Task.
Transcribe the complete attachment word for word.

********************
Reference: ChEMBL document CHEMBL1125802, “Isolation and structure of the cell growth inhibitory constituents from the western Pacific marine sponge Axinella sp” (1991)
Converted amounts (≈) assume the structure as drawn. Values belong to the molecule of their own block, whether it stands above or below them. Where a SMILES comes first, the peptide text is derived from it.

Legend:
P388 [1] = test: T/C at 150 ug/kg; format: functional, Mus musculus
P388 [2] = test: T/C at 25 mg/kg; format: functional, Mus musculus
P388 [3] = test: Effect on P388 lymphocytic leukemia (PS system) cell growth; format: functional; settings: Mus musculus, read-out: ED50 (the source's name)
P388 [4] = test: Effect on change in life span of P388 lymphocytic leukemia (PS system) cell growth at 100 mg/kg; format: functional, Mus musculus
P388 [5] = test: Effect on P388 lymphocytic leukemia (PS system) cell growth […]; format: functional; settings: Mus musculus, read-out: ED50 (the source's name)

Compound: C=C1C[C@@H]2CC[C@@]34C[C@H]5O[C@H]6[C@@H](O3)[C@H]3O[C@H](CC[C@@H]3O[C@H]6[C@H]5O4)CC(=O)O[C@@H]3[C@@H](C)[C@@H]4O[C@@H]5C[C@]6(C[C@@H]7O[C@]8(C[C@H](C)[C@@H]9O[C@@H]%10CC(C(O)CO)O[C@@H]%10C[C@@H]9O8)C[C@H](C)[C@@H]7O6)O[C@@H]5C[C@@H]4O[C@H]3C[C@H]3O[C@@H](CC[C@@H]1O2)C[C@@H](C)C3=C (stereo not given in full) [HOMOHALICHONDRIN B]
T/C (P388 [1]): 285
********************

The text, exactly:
Reference: ChEMBL document CHEMBL1125802, “Isolation and structure of the cell growth inhibitory constituents from the western Pacific marine sponge Axinella sp” (1991)
Converted amounts (≈) assume the structure as drawn. Values belong to the molecule of their own block, whether it stands above or below them. Where a SMILES comes first, the peptide text is derived from it.

Legend:
P388 [1] = test: T/C at 150 ug/kg; format: functional, Mus musculus
P388 [2] = test: T/C at 25 mg/kg; format: functional, Mus musculus
P388 [3] = test: Effect on P388 lymphocytic leukemia (PS system) cell growth; format: functional; settings: Mus musculus, read-out: ED50 (the source's name)
P388 [4] = test: Effect on change in life span of P388 lymphocytic leukemia (PS system) cell growth at 100 mg/kg; format: functional, Mus musculus
P388 [5] = test: Effect on P388 lymphocytic leukemia (PS system) cell growth […]; format: functional; settings: Mus musculus, read-out: ED50 (the source's name)

Compound: C=C1C[C@@H]2CC[C@@]34C[C@H]5O[C@H]6[C@@H](O3)[C@H]3O[C@H](CC[C@@H]3O[C@H]6[C@H]5O4)CC(=O)O[C@@H]3[C@@H](C)[C@@H]4O[C@@H]5C[C@]6(C[C@@H]7O[C@]8(C[C@H](C)[C@@H]9O[C@@H]%10CC(C(O)CO)O[C@@H]%10C[C@@H]9O8)C[C@H](C)[C@@H]7O6)O[C@@H]5C[C@@H]4O[C@H]3C[C@H]3O[C@@H](CC[C@@H]1O2)C[C@@H](C)C3=C (stereo not given in full) [HOMOHALICHONDRIN B]
T/C (P388 [1]): 285